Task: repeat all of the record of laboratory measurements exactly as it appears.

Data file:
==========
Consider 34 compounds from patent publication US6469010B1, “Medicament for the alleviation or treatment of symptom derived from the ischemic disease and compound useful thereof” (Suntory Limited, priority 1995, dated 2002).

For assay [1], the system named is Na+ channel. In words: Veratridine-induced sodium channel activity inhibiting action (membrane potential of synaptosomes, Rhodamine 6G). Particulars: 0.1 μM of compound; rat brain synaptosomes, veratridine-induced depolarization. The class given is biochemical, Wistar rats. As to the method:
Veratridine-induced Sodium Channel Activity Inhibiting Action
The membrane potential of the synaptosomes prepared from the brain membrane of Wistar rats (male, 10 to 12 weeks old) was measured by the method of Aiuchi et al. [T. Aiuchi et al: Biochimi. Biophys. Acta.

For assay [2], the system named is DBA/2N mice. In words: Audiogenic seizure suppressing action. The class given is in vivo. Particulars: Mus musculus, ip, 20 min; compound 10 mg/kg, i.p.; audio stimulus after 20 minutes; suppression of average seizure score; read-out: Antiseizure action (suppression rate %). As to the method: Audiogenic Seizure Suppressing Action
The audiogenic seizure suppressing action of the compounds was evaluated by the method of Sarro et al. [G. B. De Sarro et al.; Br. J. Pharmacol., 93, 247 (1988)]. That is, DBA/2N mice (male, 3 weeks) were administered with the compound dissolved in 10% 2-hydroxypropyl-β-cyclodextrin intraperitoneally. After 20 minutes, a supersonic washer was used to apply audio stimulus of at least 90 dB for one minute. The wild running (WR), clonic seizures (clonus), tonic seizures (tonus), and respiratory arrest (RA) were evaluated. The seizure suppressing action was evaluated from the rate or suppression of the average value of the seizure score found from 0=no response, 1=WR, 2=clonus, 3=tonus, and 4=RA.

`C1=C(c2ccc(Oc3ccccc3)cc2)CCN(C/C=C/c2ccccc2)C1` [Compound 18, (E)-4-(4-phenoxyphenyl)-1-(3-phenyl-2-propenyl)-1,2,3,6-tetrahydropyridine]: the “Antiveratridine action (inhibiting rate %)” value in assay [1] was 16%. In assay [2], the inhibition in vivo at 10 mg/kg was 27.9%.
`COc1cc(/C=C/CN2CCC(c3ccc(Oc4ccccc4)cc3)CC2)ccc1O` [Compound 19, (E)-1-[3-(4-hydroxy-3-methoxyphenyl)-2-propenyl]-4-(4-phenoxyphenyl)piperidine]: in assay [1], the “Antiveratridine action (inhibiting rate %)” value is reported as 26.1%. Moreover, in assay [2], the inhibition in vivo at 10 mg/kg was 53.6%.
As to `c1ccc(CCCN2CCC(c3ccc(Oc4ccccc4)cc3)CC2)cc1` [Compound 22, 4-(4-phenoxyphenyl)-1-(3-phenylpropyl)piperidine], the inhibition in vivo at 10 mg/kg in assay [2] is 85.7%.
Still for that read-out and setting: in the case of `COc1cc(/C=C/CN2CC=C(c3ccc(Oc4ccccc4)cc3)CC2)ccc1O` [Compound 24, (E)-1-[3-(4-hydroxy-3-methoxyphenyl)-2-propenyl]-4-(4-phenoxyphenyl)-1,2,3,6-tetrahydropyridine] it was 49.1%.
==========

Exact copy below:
Consider 34 compounds from patent publication US6469010B1, “Medicament for the alleviation or treatment of symptom derived from the ischemic disease and compound useful thereof” (Suntory Limited, priority 1995, dated 2002).

For assay [1], the system named is Na+ channel. In words: Veratridine-induced sodium channel activity inhibiting action (membrane potential of synaptosomes, Rhodamine 6G). Particulars: 0.1 μM of compound; rat brain synaptosomes, veratridine-induced depolarization. The class given is biochemical, Wistar rats. As to the method:
Veratridine-induced Sodium Channel Activity Inhibiting Action
The membrane potential of the synaptosomes prepared from the brain membrane of Wistar rats (male, 10 to 12 weeks old) was measured by the method of Aiuchi et al. [T. Aiuchi et al: Biochimi. Biophys. Acta.

For assay [2], the system named is DBA/2N mice. In words: Audiogenic seizure suppressing action. The class given is in vivo. Particulars: Mus musculus, ip, 20 min; compound 10 mg/kg, i.p.; audio stimulus after 20 minutes; suppression of average seizure score; read-out: Antiseizure action (suppression rate %). As to the method: Audiogenic Seizure Suppressing Action
The audiogenic seizure suppressing action of the compounds was evaluated by the method of Sarro et al. [G. B. De Sarro et al.; Br. J. Pharmacol., 93, 247 (1988)]. That is, DBA/2N mice (male, 3 weeks) were administered with the compound dissolved in 10% 2-hydroxypropyl-β-cyclodextrin intraperitoneally. After 20 minutes, a supersonic washer was used to apply audio stimulus of at least 90 dB for one minute. The wild running (WR), clonic seizures (clonus), tonic seizures (tonus), and respiratory arrest (RA) were evaluated. The seizure suppressing action was evaluated from the rate or suppression of the average value of the seizure score found from 0=no response, 1=WR, 2=clonus, 3=tonus, and 4=RA.

`C1=C(c2ccc(Oc3ccccc3)cc2)CCN(C/C=C/c2ccccc2)C1` [Compound 18, (E)-4-(4-phenoxyphenyl)-1-(3-phenyl-2-propenyl)-1,2,3,6-tetrahydropyridine]: the “Antiveratridine action (inhibiting rate %)” value in assay [1] was 16%. In assay [2], the inhibition in vivo at 10 mg/kg was 27.9%.
`COc1cc(/C=C/CN2CCC(c3ccc(Oc4ccccc4)cc3)CC2)ccc1O` [Compound 19, (E)-1-[3-(4-hydroxy-3-methoxyphenyl)-2-propenyl]-4-(4-phenoxyphenyl)piperidine]: in assay [1], the “Antiveratridine action (inhibiting rate %)” value is reported as 26.1%. Moreover, in assay [2], the inhibition in vivo at 10 mg/kg was 53.6%.
As to `c1ccc(CCCN2CCC(c3ccc(Oc4ccccc4)cc3)CC2)cc1` [Compound 22, 4-(4-phenoxyphenyl)-1-(3-phenylpropyl)piperidine], the inhibition in vivo at 10 mg/kg in assay [2] is 85.7%.
Still for that read-out and setting: in the case of `COc1cc(/C=C/CN2CC=C(c3ccc(Oc4ccccc4)cc3)CC2)ccc1O` [Compound 24, (E)-1-[3-(4-hydroxy-3-methoxyphenyl)-2-propenyl]-4-(4-phenoxyphenyl)-1,2,3,6-tetrahydropyridine] it was 49.1%.